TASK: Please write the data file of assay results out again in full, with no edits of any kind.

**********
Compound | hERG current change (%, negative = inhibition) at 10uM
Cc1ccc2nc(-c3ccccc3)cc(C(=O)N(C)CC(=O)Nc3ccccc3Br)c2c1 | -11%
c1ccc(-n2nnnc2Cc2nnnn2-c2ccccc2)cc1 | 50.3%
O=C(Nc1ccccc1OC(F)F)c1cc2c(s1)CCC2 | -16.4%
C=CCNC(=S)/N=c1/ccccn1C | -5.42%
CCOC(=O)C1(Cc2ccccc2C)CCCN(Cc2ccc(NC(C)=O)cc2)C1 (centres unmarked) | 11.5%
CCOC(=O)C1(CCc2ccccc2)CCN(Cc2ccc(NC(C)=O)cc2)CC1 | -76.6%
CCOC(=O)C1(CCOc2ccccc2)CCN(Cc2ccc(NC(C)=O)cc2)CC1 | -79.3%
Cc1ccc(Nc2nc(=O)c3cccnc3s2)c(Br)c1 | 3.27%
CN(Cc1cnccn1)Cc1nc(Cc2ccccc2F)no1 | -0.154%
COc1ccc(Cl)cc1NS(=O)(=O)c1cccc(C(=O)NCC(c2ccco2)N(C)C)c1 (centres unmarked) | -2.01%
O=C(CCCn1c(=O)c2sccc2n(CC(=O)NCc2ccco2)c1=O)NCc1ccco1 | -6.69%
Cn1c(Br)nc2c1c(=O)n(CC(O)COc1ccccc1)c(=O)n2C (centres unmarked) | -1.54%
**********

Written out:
Compound | hERG current change (%, negative = inhibition) at 10uM
Cc1ccc2nc(-c3ccccc3)cc(C(=O)N(C)CC(=O)Nc3ccccc3Br)c2c1 | -11%
c1ccc(-n2nnnc2Cc2nnnn2-c2ccccc2)cc1 | 50.3%
O=C(Nc1ccccc1OC(F)F)c1cc2c(s1)CCC2 | -16.4%
C=CCNC(=S)/N=c1/ccccn1C | -5.42%
CCOC(=O)C1(Cc2ccccc2C)CCCN(Cc2ccc(NC(C)=O)cc2)C1 (centres unmarked) | 11.5%
CCOC(=O)C1(CCc2ccccc2)CCN(Cc2ccc(NC(C)=O)cc2)CC1 | -76.6%
CCOC(=O)C1(CCOc2ccccc2)CCN(Cc2ccc(NC(C)=O)cc2)CC1 | -79.3%
Cc1ccc(Nc2nc(=O)c3cccnc3s2)c(Br)c1 | 3.27%
CN(Cc1cnccn1)Cc1nc(Cc2ccccc2F)no1 | -0.154%
COc1ccc(Cl)cc1NS(=O)(=O)c1cccc(C(=O)NCC(c2ccco2)N(C)C)c1 (centres unmarked) | -2.01%
O=C(CCCn1c(=O)c2sccc2n(CC(=O)NCc2ccco2)c1=O)NCc1ccco1 | -6.69%
Cn1c(Br)nc2c1c(=O)n(CC(O)COc1ccccc1)c(=O)n2C (centres unmarked) | -1.54%